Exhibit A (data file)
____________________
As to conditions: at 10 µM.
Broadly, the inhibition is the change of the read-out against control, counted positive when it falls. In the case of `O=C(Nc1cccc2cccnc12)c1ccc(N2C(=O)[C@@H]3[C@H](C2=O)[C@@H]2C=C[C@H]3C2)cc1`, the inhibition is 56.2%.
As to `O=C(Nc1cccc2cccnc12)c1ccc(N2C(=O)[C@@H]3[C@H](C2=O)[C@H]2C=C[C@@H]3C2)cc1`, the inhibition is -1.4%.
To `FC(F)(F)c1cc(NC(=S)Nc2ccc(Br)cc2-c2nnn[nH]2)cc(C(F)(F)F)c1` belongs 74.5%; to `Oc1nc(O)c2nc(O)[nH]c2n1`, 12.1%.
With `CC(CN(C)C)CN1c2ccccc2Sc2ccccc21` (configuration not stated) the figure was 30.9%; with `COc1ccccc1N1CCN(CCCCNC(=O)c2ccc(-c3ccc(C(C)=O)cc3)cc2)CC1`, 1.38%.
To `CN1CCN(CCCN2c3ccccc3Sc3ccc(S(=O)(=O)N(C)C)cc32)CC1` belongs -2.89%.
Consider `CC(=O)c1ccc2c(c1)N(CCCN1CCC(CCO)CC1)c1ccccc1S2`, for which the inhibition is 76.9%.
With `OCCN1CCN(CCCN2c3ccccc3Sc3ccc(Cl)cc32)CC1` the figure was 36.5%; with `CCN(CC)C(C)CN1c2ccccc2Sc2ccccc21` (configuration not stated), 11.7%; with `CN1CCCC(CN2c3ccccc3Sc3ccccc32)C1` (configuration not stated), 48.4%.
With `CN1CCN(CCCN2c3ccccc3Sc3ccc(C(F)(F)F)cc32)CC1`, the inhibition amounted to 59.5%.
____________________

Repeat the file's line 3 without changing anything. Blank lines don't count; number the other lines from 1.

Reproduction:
As to `O=C(Nc1cccc2cccnc12)c1ccc(N2C(=O)[C@@H]3[C@H](C2=O)[C@H]2C=C[C@@H]3C2)cc1`, the inhibition is -1.4%.